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I wanted to use Robert Murphy of the Austrian School of Economic vs Paul Krugman the Nobel Laureate King of Keynesianism as the title for this post, but I was afraid that it might be a little bit too long, although it does give you a better idea of what the essence of this is.

Paul Krugman, for anyone who has ever read his pieces in the New York Times or has seen the attempts of Austrians to argue against his positions, will know that he at times has taken some swings after Austrians, for instance calling Austrian Theory “a theory that I regard as being about as worthy of serious study as the phlogiston theory of fire“. While he may very well be right to think so, one could question why he won’t debate anyone of the Austrian School. Peter Schiff has repeatedly challenged Paul Krugman straight out, saying for instance that he should return his Nobel Prize, because he doesn’t understand economics, and Andrew Schiff, Peter’s brother, has even tried to come in contact with Krugman to make arrangements for such a debate. All Krugman would have to do was to meet up and slaughter Peter Schiff in front of everyone, with the world as his witness. Instead, Paul Krugman tries to take easy jabs now and then, with pompous comments like “I do know that I keep being told that Peter Schiff has been right about everything; so, how’s that hyperinflation thing going?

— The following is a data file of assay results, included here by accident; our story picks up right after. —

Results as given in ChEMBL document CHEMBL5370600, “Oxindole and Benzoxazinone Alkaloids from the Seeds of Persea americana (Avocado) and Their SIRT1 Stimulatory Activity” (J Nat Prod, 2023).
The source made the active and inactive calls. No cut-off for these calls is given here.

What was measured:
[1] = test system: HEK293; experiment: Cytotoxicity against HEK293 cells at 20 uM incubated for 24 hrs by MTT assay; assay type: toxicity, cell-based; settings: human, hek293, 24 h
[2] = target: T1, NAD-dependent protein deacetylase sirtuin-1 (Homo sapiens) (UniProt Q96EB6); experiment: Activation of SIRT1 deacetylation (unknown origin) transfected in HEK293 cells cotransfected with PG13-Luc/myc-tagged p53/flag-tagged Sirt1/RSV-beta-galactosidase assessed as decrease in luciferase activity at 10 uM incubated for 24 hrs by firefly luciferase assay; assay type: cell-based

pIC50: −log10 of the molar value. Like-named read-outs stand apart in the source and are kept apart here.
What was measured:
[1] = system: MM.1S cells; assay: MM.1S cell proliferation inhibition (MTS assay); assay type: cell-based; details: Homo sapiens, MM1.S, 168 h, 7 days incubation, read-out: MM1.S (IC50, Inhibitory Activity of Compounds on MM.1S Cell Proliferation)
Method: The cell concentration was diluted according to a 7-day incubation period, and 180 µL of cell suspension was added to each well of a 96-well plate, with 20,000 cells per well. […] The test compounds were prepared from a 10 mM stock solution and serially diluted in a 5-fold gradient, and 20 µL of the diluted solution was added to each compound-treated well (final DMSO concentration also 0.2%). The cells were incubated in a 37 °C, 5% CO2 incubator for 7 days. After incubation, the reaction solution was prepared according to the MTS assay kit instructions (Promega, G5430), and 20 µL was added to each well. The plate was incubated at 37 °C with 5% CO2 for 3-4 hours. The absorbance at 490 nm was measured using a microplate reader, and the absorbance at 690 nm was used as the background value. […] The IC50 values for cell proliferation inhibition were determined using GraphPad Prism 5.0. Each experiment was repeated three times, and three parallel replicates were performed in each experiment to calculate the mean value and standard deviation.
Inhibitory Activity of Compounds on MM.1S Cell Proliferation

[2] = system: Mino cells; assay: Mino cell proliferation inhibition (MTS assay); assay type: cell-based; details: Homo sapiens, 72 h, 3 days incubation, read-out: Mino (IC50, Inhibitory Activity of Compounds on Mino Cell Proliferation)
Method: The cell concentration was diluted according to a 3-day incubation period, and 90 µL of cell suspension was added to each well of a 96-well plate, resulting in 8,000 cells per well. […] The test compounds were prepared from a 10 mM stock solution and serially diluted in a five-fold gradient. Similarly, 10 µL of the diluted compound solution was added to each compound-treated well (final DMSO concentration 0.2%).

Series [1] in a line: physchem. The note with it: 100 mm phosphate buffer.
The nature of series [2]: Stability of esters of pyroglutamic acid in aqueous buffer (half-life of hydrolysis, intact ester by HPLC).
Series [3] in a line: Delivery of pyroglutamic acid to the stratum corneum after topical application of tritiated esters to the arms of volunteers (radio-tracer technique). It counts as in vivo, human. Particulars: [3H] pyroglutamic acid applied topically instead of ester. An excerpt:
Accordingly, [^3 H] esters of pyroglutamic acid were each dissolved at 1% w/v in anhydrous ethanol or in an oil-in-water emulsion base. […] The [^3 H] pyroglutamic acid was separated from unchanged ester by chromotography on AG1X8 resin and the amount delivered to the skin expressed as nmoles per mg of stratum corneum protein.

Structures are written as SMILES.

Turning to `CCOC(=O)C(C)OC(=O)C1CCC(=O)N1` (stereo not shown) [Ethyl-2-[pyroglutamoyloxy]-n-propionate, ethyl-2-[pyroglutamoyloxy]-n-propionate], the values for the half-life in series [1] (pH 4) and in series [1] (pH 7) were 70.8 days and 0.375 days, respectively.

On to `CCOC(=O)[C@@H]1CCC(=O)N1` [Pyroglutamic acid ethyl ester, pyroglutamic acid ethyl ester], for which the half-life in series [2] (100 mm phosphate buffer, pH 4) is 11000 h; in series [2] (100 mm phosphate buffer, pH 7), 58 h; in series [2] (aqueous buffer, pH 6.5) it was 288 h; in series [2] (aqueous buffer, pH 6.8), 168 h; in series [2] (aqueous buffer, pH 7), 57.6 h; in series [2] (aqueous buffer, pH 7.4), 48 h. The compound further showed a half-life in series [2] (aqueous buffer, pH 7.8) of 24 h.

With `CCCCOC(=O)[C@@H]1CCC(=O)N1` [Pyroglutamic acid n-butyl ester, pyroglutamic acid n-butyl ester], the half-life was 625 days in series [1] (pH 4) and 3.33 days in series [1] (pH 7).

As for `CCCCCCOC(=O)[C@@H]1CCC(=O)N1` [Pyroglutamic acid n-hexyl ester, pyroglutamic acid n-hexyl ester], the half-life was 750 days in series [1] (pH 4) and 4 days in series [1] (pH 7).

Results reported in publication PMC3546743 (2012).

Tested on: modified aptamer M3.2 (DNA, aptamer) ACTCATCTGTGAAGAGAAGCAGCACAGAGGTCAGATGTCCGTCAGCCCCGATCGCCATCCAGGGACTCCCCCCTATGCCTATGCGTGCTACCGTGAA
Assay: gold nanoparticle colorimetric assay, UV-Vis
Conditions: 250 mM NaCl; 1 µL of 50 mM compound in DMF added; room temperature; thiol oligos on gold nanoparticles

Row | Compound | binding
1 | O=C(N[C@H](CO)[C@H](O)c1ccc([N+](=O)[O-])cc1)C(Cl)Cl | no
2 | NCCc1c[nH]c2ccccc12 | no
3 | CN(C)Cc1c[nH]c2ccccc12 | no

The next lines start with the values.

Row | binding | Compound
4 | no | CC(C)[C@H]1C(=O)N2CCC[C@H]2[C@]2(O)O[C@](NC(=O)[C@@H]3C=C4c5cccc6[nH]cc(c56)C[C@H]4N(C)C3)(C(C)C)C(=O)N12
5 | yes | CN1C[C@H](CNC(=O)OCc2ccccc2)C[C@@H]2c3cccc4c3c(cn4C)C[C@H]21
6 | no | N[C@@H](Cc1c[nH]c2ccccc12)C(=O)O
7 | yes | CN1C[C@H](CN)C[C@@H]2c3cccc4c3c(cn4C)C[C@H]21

The latest attempt at luring Paul Krugman out of his cave comes from Robert Murphy, a fairly ‘recent addition’ to the long line of scholars in the Austrian School of Economics, one who at several occasions has taken on Paul Krugman’s arguments in his articles and seems to be well acquainted with the content of a possible debate.  What is unique with his attempt is its appeal to emotions and moral conscience. Currently, only 5 days after the challenge has been made, almost 29,000$ has been put into the pot to see a debate between Robert Murphy and Paul Krugman happening.

“Why is there money involved?” I hear you ask. The idea is to raise as much money as possible that will be donated to the Fresh Food Program of FoodBankNYC.org.

Food Bank For New York City works to end hunger and increase access to affordable, nutritious food for low-income New Yorkers through a comprehensive group of programs that combat hunger and its causes.

There is a hunch, however: The money will only be donated if and when Paul Krugman accepts to debate Robert Murphy for one hour. These are the terms:

See Paul Krugman debate Robert Murphy on Keynesian versus Austrian business cycle theory! Moderated by Ezra Klein, or another moderator of mutual choosing.

If this objective is met, then the money (after 5% to The Point) will go to the Fresh Food Program at FoodBankNYC.org.

Why the Food Bank For New York City? Well, why not? It’s as good a cause as anything else, and since Krugman just happens to write in the opinion pages for The New York Times it probably just fits the occasion, not to mention that this would be a very nice present in the upcoming holiday season for the hungry men, women and children of New York. If 100,000$ were to be raised, that means 95,000$ cash in food for the hungry, and all Paul Krugman would have to do is meet up at the Mises Institute in Alabama, skewer Robert Murphy like a sow at the buffet, cash the money for FoodBankNYC and get back on his plane home. Even his supporters and academic equals would hound on him to accept.